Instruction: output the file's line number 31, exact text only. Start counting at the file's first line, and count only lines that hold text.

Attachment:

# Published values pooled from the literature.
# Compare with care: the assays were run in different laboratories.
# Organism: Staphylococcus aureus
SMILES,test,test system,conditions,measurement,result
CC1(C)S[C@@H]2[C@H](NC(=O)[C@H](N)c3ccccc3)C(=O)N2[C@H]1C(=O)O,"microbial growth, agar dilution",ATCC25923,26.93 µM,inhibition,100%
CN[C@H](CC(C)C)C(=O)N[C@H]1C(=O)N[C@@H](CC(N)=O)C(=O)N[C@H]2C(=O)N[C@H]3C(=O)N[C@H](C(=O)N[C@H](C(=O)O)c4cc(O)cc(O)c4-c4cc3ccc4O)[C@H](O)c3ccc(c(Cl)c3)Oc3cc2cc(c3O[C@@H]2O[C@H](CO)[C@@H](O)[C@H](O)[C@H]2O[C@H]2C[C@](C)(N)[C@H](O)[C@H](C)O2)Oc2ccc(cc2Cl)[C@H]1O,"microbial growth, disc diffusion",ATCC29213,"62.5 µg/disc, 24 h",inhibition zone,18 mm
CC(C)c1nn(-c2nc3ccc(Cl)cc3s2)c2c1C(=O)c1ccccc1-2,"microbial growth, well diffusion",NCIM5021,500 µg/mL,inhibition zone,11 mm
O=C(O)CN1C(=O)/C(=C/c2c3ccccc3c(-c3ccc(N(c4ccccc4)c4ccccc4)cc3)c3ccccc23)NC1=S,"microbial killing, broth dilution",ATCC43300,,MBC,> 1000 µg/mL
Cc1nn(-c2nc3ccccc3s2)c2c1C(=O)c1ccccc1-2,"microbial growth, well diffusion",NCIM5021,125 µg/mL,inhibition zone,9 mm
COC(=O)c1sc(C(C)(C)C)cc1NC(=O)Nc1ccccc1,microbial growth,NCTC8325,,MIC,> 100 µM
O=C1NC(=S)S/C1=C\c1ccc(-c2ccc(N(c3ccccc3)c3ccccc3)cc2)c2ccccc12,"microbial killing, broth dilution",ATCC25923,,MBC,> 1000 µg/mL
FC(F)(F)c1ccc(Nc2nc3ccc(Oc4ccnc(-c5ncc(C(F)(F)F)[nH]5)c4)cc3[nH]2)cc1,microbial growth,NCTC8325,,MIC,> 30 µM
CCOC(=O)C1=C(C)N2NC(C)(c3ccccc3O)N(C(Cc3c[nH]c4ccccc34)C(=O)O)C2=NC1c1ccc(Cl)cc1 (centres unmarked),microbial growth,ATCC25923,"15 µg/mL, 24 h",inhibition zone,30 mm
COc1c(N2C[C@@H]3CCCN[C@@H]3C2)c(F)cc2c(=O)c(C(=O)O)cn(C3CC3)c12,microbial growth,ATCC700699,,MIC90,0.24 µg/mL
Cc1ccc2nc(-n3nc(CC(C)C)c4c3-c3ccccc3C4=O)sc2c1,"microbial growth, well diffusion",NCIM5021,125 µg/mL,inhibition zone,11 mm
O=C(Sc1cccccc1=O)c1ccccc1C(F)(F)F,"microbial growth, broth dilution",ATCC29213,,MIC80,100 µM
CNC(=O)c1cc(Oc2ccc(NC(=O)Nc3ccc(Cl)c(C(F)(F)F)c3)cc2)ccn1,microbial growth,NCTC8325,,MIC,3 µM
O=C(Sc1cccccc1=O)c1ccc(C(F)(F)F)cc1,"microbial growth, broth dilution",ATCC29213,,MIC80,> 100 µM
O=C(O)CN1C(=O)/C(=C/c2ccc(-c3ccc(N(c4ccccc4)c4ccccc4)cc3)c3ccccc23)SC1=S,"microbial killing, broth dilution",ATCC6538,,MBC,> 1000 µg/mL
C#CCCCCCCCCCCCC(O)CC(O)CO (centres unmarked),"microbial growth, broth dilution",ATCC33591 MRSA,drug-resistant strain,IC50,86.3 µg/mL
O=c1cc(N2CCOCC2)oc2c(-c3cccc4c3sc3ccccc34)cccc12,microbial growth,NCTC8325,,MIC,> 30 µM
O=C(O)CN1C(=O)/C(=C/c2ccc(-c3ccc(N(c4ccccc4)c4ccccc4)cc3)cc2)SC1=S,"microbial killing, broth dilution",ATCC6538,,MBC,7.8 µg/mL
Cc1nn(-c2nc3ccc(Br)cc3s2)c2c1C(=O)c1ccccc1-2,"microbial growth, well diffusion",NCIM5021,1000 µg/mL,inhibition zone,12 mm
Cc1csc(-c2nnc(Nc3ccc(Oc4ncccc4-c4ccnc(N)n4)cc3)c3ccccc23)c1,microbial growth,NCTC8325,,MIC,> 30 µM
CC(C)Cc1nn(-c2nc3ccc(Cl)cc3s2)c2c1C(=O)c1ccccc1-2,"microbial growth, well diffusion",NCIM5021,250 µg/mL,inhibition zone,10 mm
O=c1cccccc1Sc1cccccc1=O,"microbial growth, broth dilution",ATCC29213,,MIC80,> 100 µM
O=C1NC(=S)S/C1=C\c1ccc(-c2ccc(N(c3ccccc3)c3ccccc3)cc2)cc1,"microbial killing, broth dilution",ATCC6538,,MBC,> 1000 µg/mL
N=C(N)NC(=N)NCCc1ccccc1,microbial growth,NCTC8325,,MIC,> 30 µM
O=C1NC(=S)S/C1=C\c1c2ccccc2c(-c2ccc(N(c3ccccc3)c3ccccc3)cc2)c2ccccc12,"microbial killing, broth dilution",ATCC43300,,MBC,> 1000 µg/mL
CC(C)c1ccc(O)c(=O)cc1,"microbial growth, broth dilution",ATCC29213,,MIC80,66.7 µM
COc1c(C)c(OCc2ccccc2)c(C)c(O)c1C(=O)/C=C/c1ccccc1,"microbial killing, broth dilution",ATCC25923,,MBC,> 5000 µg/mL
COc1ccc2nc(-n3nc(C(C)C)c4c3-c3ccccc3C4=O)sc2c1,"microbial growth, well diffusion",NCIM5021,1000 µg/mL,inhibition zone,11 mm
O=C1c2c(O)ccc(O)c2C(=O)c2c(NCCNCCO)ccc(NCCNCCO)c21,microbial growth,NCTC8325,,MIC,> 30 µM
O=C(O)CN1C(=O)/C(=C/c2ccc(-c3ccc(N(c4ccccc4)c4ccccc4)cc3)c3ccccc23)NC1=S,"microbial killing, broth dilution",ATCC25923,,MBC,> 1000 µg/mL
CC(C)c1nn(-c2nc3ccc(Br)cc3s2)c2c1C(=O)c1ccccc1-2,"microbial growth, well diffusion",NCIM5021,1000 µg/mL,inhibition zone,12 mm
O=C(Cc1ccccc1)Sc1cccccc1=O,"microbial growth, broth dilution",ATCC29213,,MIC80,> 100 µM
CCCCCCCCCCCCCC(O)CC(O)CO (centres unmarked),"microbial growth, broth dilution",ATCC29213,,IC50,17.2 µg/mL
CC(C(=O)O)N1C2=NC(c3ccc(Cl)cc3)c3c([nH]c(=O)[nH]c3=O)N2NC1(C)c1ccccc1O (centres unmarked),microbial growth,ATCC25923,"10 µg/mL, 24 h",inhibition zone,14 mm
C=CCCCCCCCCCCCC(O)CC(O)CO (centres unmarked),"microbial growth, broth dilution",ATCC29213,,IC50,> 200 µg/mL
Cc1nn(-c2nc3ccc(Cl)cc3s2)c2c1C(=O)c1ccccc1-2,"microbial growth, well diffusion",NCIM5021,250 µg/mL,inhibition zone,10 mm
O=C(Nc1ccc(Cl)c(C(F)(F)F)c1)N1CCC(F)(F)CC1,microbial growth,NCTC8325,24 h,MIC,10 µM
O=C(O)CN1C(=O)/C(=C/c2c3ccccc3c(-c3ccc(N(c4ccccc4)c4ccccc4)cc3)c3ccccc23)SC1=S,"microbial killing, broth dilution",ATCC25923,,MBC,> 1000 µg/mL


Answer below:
COc1c(C)c(OCc2ccccc2)c(C)c(O)c1C(=O)/C=C/c1ccccc1,"microbial killing, broth dilution",ATCC25923,,MBC,> 5000 µg/mL